And so the next part of our journey begins. In the rain of course. And a couple of days later than planned. But we made it – out of Gatwick airport at 5:50am with all the Great British Travellers going to places like Alicante and Lanzagrote. Needless to say our flight to Oslo was probably less than half full. It was a relief to arrive in Oslo airport and find that the travellers there had chosen sturdy hiking boots and heavy duty jackets over shorts, flip-flops and sunhats. It never ceases to amaze me how the English seem to think they can get away with travelling to the airport in the attire they are expecting to wear on the beach at their destination.
We had a busy afternoon in Bodo checking out of the marina, picking up books we’d ordered and doing some last minute shopping. Our lovely harbour master Joanna was there to greet us and take our money in exchange for endless advice on the Lofoten’s. I think she would’ve waved us off if she wasn’t run off her feet taking care of other visitors. Bodo appears to be an important port for tourists exploring the north and fishermen going about their daily business.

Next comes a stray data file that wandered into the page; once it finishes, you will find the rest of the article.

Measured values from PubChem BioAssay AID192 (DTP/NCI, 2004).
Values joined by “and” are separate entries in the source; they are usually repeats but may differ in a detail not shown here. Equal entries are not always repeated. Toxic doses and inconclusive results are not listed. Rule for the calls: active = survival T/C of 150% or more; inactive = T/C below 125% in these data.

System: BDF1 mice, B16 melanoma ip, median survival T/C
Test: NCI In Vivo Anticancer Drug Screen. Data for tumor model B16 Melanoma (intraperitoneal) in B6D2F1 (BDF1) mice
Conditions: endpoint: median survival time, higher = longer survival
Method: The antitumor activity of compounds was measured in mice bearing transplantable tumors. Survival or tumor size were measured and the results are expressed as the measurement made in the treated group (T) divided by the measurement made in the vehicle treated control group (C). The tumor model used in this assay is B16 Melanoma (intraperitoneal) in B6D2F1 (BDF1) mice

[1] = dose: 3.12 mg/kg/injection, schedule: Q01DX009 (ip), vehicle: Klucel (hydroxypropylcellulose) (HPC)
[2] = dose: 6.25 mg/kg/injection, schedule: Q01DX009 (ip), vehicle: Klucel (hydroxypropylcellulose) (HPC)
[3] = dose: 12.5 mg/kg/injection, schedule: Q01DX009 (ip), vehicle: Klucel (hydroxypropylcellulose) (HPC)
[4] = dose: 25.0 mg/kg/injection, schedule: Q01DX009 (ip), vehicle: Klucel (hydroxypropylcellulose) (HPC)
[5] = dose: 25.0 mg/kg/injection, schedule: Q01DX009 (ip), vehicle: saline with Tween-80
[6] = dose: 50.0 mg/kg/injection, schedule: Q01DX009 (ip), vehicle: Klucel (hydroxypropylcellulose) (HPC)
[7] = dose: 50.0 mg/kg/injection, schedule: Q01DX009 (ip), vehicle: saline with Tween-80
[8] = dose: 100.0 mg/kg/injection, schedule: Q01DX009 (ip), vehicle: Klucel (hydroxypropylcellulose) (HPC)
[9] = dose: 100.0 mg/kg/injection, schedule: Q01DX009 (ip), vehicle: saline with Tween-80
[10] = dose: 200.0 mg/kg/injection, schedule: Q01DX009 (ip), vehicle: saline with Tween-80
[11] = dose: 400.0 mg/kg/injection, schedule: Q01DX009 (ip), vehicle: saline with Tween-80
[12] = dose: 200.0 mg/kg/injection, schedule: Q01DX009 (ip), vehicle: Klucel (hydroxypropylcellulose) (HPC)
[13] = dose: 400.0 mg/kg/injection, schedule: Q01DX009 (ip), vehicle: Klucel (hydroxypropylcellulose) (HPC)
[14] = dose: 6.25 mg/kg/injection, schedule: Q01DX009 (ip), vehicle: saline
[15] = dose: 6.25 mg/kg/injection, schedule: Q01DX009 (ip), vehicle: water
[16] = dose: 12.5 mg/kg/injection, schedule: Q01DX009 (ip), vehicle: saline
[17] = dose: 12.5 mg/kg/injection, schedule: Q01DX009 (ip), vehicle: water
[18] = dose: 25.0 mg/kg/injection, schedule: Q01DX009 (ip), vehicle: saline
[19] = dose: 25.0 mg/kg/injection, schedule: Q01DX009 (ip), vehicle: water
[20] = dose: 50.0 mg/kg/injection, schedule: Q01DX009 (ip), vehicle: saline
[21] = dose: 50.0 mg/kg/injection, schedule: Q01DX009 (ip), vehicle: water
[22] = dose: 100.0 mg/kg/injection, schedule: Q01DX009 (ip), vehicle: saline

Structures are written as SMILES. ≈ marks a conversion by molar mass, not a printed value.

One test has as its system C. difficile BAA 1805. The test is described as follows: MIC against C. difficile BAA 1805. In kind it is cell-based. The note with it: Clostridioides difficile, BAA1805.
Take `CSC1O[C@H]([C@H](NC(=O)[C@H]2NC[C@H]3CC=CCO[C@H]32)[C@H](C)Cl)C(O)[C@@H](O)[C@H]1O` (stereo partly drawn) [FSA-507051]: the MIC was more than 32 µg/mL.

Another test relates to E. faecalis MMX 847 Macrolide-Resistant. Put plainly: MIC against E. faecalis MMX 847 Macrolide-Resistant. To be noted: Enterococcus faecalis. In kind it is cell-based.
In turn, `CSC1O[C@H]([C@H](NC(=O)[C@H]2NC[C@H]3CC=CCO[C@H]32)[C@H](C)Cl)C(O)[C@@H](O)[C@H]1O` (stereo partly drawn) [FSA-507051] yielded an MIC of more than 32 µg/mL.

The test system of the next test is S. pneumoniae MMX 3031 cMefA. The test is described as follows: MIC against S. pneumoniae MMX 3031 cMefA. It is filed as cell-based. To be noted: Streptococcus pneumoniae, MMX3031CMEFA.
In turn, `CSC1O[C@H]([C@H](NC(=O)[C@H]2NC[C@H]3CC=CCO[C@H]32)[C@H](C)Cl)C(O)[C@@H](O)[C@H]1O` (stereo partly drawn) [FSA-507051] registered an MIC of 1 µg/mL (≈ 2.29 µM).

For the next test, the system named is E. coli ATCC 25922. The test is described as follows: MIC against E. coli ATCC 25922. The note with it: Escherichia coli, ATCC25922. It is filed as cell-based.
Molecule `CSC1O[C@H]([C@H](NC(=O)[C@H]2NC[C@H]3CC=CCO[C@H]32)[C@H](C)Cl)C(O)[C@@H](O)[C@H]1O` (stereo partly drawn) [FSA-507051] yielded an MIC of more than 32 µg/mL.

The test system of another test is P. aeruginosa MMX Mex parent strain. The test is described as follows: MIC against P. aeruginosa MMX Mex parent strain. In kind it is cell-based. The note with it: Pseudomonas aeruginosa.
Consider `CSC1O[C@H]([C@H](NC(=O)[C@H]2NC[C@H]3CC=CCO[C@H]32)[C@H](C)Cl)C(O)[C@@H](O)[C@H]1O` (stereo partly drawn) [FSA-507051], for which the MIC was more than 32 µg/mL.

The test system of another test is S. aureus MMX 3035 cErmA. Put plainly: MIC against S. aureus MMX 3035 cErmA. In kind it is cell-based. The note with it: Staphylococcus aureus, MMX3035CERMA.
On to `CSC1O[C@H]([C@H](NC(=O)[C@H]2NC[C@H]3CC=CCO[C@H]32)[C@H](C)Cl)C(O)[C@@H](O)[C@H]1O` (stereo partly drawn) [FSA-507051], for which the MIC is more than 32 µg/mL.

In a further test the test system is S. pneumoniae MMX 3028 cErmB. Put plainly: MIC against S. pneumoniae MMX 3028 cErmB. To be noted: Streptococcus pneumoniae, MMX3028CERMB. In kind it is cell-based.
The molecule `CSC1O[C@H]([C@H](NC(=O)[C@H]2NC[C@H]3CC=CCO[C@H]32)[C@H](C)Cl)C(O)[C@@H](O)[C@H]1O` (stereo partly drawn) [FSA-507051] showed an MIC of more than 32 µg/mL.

We set off for the Lofotens after a delicious dinner at the Big Horn Steak House. There are’t many great restaurants in Bodo so i feel this one deserves a mention. The 60 miles from Bodo to Reine was spectacular. It was freezing cold but we had amazing scenery – first through the islands off the coast of Norway and then as we pushed out to sea, we could see the mountains and valleys of the Lofotens off in the distance. From there it was just watching them grow bigger and more dramatic until we passed through into Reine. Well actually the clouds got there first, so our initial entrance to Reine looked a bit like this:
Almost guarding the entrance to the harbour was a pod of killer whales. Capt Haddock woke me up at about 5am practically ready to swim in after them. It was amazing to see them cruising around us, probably checking us out as much as we were watching them.
And of course, we had 24 hour sunlight! I saw the midnight sun at about 1am, dipping to maybe a hands breadth above the horizon. Interestingly, in one direction it looked like dawn, while the other direction looked like dusk. And straight up the sky was blue as day (and a bit cloudy).
We pulled into Reine, a small fishing village on one of the most southern islands, Moskenesoy. It is known primarily for it’s specacular views, which I think we would’ve appreciated more if we weren’t exhausted and it wasn’t cloudy and raining! We spent ages mooring up and were finally in bed at around 6:30am.
It is easy to imagine losing all track of time up here. It’s taken no time at all for our body clocks to become completely confused by the daylight. Night watches could be day watches and morning could be evening. while i am sure that people who live here all of their lives have ways of adjusting, I think we’re going to find it difficult to maintain a normal sleep / wake cycle. For example we’ve just finished dinner and it’s 23:45!!